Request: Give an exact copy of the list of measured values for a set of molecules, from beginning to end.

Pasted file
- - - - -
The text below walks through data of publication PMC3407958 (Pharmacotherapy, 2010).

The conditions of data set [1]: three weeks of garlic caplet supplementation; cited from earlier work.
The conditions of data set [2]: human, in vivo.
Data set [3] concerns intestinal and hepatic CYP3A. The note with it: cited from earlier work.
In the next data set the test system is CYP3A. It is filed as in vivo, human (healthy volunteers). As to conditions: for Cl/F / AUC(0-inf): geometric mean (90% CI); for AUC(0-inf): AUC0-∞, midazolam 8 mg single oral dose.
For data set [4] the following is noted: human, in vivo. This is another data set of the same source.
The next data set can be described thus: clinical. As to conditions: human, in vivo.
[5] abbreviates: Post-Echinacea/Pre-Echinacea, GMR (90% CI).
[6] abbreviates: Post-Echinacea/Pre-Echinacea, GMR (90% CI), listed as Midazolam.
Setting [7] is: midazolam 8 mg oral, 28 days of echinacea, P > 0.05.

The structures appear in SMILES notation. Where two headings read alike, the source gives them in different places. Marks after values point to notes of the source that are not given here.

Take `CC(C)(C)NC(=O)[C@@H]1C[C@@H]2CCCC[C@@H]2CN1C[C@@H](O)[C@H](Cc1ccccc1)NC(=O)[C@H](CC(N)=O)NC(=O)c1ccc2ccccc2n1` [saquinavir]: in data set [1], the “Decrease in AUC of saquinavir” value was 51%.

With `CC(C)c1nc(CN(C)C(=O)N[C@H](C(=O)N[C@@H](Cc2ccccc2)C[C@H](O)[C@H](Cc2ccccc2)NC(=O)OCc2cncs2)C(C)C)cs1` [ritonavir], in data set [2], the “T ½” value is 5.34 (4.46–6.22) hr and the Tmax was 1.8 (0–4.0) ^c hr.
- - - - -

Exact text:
The text below walks through data of publication PMC3407958 (Pharmacotherapy, 2010).

The conditions of data set [1]: three weeks of garlic caplet supplementation; cited from earlier work.
The conditions of data set [2]: human, in vivo.
Data set [3] concerns intestinal and hepatic CYP3A. The note with it: cited from earlier work.
In the next data set the test system is CYP3A. It is filed as in vivo, human (healthy volunteers). As to conditions: for Cl/F / AUC(0-inf): geometric mean (90% CI); for AUC(0-inf): AUC0-∞, midazolam 8 mg single oral dose.
For data set [4] the following is noted: human, in vivo. This is another data set of the same source.
The next data set can be described thus: clinical. As to conditions: human, in vivo.
[5] abbreviates: Post-Echinacea/Pre-Echinacea, GMR (90% CI).
[6] abbreviates: Post-Echinacea/Pre-Echinacea, GMR (90% CI), listed as Midazolam.
Setting [7] is: midazolam 8 mg oral, 28 days of echinacea, P > 0.05.

The structures appear in SMILES notation. Where two headings read alike, the source gives them in different places. Marks after values point to notes of the source that are not given here.

Take `CC(C)(C)NC(=O)[C@@H]1C[C@@H]2CCCC[C@@H]2CN1C[C@@H](O)[C@H](Cc1ccccc1)NC(=O)[C@H](CC(N)=O)NC(=O)c1ccc2ccccc2n1` [saquinavir]: in data set [1], the “Decrease in AUC of saquinavir” value was 51%.

With `CC(C)c1nc(CN(C)C(=O)N[C@H](C(=O)N[C@@H](Cc2ccccc2)C[C@H](O)[C@H](Cc2ccccc2)NC(=O)OCc2cncs2)C(C)C)cs1` [ritonavir], in data set [2], the “T ½” value is 5.34 (4.46–6.22) hr and the Tmax was 1.8 (0–4.0) ^c hr.